The Court of Appeal has today handed down judgment in the case of Salix Homes v Graciano Mantato  EWCA Civ 445. Salix had appealed against a deputy district judge's decision setting aside both a (2017) possession order and (executed) warrant of possession and striking out the possession claim.
He did so on the basis that Salix should rather have proceeded under a 2008 possession order obtained by its predecessors in title, Salford City Council, for the same reasons (rent arrears). He held that the doctrine of res judicata/merger barred the fresh claim, which was thereby an abuse of process.
Salix's appeal was allowed and the Court of Appeal found that:
1. The facts entitling Salix to possession in the 2017 claim were not the same as allowed the Council to obtain the 2008 possession order: paragraph 32.
2. It was not correct to detach a claim for possession from a claim for rent (the respondent accepting the latter was a different cause of action) when considering whether the cause of action in 2017 was the same as that in 2008: paragraph 34.
3. It was sufficient that new arrears had accrued post-2008 possession order, and the fact that Salix could have sought to rely on the 2008 order (including by seeking permission to issue a warrant after 6 years) was of no relevance to this analysis: paragraph 34.
4. Ground 1 of Schedule 2 to the Housing Act 1985 (a necessary ingredient of the 2008 cause of action) was different to Grounds 10 and 11 of Schedule 2 to the Housing Act 1988 (a necessary ingredient of the 2017 cause of action): paragraph 35.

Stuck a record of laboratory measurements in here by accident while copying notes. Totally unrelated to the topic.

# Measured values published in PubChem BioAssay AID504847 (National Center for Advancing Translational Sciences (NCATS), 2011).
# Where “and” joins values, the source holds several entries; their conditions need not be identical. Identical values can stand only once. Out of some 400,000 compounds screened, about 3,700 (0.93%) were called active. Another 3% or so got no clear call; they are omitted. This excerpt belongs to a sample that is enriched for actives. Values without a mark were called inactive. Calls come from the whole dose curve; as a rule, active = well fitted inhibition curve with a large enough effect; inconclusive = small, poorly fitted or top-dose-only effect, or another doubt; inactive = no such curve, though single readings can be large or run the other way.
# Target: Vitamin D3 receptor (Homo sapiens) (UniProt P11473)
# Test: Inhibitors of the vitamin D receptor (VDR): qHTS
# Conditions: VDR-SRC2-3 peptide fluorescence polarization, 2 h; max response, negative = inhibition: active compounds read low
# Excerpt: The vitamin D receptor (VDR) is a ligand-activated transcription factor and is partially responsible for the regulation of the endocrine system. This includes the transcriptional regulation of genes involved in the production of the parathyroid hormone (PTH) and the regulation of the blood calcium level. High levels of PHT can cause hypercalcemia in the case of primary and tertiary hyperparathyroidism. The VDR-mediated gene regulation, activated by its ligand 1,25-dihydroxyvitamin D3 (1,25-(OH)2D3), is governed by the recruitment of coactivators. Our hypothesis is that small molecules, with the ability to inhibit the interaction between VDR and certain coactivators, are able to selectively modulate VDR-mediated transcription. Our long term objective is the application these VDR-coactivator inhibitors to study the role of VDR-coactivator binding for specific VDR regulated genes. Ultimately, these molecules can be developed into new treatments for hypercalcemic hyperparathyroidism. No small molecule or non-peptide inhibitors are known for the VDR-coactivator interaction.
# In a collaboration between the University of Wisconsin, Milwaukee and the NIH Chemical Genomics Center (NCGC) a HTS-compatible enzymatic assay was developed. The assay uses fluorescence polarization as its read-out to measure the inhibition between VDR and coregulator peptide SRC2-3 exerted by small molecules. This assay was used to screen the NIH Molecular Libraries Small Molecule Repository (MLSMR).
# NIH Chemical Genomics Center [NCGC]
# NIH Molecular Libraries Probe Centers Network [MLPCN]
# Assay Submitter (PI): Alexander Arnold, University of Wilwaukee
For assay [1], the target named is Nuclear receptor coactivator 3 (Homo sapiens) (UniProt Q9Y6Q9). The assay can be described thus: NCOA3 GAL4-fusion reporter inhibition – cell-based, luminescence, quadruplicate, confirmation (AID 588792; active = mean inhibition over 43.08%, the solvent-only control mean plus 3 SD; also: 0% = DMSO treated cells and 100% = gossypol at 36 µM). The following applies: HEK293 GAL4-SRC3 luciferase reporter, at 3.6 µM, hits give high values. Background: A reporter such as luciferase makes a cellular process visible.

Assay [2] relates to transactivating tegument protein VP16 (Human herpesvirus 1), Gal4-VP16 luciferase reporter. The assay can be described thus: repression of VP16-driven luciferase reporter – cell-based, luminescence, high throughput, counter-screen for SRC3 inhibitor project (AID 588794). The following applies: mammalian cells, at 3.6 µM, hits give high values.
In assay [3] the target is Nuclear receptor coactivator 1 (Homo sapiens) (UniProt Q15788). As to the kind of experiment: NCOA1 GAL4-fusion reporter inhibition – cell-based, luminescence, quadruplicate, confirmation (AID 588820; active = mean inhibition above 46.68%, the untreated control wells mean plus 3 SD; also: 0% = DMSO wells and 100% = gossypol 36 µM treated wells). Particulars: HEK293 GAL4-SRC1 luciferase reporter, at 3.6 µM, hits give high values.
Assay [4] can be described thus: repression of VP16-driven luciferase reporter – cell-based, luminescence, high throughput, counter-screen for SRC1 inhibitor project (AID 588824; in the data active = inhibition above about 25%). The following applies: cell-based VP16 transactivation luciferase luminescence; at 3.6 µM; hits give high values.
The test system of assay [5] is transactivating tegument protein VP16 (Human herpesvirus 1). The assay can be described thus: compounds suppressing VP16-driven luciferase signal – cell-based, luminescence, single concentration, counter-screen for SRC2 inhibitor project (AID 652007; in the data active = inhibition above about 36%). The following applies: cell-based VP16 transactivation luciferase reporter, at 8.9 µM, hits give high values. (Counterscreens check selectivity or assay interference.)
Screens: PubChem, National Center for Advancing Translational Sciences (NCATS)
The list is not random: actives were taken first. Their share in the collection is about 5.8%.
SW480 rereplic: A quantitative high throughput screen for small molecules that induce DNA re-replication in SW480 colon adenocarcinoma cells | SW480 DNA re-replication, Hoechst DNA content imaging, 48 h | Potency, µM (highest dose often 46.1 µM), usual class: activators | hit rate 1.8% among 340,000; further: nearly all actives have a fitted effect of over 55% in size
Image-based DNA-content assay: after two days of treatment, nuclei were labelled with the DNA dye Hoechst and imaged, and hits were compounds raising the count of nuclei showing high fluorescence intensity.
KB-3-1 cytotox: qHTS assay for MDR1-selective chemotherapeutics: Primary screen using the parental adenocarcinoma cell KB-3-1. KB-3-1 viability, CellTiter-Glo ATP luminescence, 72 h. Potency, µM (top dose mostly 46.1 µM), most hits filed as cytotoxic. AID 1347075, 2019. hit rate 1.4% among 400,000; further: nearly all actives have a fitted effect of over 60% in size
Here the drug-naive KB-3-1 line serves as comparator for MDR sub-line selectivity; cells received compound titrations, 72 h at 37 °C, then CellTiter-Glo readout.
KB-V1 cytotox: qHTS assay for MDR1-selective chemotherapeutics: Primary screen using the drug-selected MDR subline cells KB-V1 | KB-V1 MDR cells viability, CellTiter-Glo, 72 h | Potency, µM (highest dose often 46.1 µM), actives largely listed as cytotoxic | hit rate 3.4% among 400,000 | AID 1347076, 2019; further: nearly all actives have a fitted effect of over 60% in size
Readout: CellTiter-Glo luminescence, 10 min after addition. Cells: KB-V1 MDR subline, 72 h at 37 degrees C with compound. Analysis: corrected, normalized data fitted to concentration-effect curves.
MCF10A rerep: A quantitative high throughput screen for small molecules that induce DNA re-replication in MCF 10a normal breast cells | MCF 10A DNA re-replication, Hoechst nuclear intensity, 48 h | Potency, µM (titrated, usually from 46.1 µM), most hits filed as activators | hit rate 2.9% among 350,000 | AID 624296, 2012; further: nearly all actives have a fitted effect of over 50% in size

5. The Deputy District Judge had, in any event, failed to properly consider the respondent's delay in submitting his application (some six months after his eviction). Whilst the application was properly considered under CPR r.3.1(2)(m) and (7), in line with Hackney LBC v Findlay  EWCA Civ 8,  HLR 15 he should have applied the requirements of CPR r. 39.3(5): paragraph 43.
44. It follows that, in deciding whether to allow Mr Mantato's application to set aside the June 2017 possession order, the Deputy District Judge ought to have paid close attention, by way of analogy, to the three conditions in CPR 39.3(5). He did not do so.
What the case tells us
It is not uncommon for social landlords to issue fresh proceedings for possession based on rent arrears rather than seek to rely on an older order for possession made for the same reason.
That of course provides the tenant with an opportunity to deal with any problems during the pre-action protocol process, defend proceedings (say on reasonableness grounds or by way of (disrepair) set-off) and seek in any event (assuming a mandatory ground is not used) a suspended order on terms. The only real negative for the tenant is a second set of court costs, though seeking to enforce the first order by way of a CPR r. 83.2 application for permission to issue a warrant of possession when six years or more has elapsed since the date of order will necessarily have its own costs.
The Salix judgment confirms that such "second claims" are possible and not otherwise barred, though it would be sensible to deal with the first order when making the second one (e.g. providing for its variation and discharge).
Andy Lane led Kirsty Varley of Croftons Solicitors in this appeal on behalf of Salix Homes.